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View Full Version : Down firing vs. forward firing subwoofers



jim henderson
07-24-2003, 05:35 PM
My current subwoofer is a forward firing 2235H in an unfinished 5 cf baltic birch plywood cabinet placed in the rear corner of our family room. Unfortunately, my wife has made it clear that this is unacceptable, so Im considering making a coffee table/subwoofer cabinet with a down firing 2235.

What are the acoustic pros and cons of down firing versus forward firing subwoofers?

Mr. Widget
07-24-2003, 06:13 PM
Replace the wife. It is the simpler solution.

Well if that is deemed unacceptable I suppose a downward firing sub is not the end of the world. As long as it truly is a sub, i.e.. no output above 75-80 Hz the acoustic change will be very slight. Make sure that the air passage between the floor and cone/baffle is not restrictive. I would want the area of the slot all the way around to be 1.5 to 2 times the area of the cone as a minimum.

John
07-24-2003, 06:56 PM
I have to agree with Giskard a guy has 3 Billion choices!!!: :smsex: :hmm:

mikebake
07-24-2003, 08:28 PM
Back to reality, guys. 3 billion women; now subtract those two young and two old; down to 1 billion. Eliminate the unaccepatables; too bitchy, too ugly, too whatever...............now we are down to just several hundred million women we could live and mate with happily. Not a huge number, okay??!!

Alex Lancaster
07-24-2003, 08:43 PM
The ideal is a live-in-maid and and a day wife; If You insist on marriage, pick a wealthy one, they all scream at You anyway, and Youll be able to spend more on JBL products. (I am not in any way connected with JBL)

boputnam
07-24-2003, 08:52 PM
I can barely type from the hilarity of those prior posts... Ha! :rotfl:

"unfinished 5 cf baltic birch plywood cabinet

It ain't the size, it's the finish!

So, assuming the wifey is still in the mix, maybe you should barter for finishing the cabinet and sorting out some acoustically transparent grill cloth, parking a not-too-leafy fern at the baffle, and draping her (uh, the wifey...) in cubic Zirconia (ZrO2) before agreeing to the floor-directed decision. Anyway, a proper floor-directed sub will likely walk-off anything artistically parked on it's top, anyway. :D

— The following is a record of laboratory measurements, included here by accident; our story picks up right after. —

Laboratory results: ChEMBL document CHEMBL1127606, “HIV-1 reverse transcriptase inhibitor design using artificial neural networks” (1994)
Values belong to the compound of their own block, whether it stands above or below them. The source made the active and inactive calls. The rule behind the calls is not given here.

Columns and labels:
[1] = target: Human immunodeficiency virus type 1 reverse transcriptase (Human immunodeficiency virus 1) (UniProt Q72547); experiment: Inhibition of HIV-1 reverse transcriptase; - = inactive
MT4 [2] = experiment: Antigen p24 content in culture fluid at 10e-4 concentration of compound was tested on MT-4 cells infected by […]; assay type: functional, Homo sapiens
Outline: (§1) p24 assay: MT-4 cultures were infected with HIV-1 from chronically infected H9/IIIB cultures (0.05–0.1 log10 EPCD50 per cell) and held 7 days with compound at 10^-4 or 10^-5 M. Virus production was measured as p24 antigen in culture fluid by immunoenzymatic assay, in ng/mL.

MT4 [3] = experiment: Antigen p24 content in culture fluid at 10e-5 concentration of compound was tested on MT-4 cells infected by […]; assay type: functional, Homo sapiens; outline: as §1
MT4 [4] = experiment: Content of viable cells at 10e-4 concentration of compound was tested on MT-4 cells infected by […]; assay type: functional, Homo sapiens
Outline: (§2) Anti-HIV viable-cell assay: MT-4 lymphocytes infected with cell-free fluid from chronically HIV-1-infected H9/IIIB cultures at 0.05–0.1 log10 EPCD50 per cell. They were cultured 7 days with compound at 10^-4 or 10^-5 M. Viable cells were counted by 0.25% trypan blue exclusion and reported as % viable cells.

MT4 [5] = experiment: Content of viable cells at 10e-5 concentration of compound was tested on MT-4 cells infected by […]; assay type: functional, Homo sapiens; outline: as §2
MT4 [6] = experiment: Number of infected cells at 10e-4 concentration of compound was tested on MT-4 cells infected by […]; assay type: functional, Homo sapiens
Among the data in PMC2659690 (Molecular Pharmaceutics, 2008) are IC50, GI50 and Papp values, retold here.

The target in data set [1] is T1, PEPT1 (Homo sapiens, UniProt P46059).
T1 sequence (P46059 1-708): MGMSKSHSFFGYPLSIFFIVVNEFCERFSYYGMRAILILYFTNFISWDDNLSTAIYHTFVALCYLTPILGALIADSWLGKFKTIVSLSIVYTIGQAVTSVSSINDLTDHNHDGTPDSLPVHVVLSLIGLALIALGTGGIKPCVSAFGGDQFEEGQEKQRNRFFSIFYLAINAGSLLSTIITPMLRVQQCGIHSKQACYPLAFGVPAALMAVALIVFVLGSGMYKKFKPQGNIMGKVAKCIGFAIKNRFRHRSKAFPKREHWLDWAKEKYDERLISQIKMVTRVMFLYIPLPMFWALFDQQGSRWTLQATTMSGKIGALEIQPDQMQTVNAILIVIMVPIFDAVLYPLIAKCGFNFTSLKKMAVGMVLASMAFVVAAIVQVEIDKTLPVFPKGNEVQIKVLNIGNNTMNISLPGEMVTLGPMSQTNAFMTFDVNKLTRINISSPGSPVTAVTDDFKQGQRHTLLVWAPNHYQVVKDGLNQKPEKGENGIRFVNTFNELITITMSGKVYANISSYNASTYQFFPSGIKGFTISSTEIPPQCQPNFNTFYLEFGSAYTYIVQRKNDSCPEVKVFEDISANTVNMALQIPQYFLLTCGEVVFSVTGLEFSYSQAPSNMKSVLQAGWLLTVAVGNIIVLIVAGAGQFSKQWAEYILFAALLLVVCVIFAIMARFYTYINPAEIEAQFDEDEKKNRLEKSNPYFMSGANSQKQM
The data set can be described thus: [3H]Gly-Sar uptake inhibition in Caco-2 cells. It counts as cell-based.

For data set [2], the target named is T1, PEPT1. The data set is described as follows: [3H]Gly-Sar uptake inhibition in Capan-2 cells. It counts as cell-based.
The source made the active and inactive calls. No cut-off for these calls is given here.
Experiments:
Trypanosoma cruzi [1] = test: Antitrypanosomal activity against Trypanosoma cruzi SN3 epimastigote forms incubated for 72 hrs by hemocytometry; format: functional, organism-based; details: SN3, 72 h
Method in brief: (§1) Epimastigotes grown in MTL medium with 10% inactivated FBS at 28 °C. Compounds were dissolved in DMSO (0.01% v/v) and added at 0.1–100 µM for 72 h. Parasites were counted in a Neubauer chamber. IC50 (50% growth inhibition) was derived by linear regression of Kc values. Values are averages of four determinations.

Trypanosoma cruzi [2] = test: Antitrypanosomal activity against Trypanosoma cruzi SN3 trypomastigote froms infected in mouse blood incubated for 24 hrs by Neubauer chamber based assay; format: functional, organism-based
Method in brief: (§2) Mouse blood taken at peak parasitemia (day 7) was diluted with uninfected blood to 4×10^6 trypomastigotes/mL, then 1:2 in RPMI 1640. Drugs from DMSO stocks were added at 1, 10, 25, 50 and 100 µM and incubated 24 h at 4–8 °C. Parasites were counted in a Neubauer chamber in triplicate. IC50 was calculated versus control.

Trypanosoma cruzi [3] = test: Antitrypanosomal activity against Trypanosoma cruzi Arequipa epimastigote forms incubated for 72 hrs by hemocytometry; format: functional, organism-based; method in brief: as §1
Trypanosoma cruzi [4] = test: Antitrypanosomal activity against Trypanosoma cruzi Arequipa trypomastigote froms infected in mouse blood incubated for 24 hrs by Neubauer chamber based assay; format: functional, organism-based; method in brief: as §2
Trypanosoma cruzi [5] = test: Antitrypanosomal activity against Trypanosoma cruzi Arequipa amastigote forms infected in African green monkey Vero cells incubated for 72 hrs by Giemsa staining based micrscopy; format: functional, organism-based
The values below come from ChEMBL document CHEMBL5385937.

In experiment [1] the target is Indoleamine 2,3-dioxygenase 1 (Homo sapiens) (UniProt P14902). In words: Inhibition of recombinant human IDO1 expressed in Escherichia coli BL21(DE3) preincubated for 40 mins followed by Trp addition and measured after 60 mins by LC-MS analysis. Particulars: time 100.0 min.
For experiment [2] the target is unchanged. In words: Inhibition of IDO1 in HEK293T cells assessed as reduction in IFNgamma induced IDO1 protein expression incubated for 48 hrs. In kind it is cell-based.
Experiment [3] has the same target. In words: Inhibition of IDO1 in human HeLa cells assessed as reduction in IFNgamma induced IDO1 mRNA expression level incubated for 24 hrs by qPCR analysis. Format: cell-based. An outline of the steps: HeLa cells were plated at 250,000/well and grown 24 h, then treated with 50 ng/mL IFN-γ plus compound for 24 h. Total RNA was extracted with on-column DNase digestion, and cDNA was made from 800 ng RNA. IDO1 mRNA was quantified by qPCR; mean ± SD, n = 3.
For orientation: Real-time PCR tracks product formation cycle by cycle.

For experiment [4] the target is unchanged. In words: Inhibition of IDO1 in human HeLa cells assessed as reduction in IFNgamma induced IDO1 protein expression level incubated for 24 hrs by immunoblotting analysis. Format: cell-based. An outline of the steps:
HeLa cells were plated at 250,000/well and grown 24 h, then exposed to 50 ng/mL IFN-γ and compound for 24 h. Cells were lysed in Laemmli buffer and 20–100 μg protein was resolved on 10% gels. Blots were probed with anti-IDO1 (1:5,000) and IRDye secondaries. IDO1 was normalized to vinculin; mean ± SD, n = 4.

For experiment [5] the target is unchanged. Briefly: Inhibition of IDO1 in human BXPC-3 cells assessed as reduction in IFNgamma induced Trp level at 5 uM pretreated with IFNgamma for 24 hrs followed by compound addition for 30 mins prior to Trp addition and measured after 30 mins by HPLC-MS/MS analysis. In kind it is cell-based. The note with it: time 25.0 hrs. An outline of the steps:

My admittedly otherwise prejudicial wifey has grown quite fond of the 4345's - but there is a definite correlation with their fine cabinetry and clean grill cloths. Just a thought...

boputnam
07-24-2003, 09:51 PM
"...and draping her in cubic Zirconia..."

Just to be clear - I have nothing against your wife, nor her desire for a family room ever-ready for that possible impromtu photo opp by Sunset Magazine ;).

IMHO, diamonds have low real intrinsic value. Diamonds, an otherwise very useful industrial stone, have lofty valuations which are fabricated by cartel restriction over supply. :eek:

If it's worth supporting the cartel to get you a "proper" sub-woofer, by all means get it done! :D

jim henderson
07-24-2003, 10:16 PM
Did you guys all have wine with dinner? ;) Actually, the wife is a keeper :) Is a downward firing configuration acoustically inferior to forward firing?

Mr. Widget
07-24-2003, 10:41 PM
Originally posted by jim henderson
Did you guys all have wine with dinner? ;) Actually, the wife is a keeper :) Is a downward firing configuration acoustically inferior to forward firing?

Well my wife told me that if you guys are half as nerdy as I am you better rethink the millions or billions of options.

The truth be told I am very fortunate to have a wife that will tolerate five small speakers in the living room and share her photo studio downstairs with my home theater and monster stereo set up.

Ok, she just got off my chest and put the knife back in the drawer...

I have built very successful downward firing subs. In one situation I designed a sideboard type of thing with thin vertical slots configured into the design to hide the fact that there was a woofer in the cabinet. They simply looked like decorative elements in the design of the cabinet. Bo is right about the potential of vibration. It must be built like a brick...

Also if you are firing onto a carpeted floor great, if it is a hardwood floor have it fire into a piece of Sonex foam.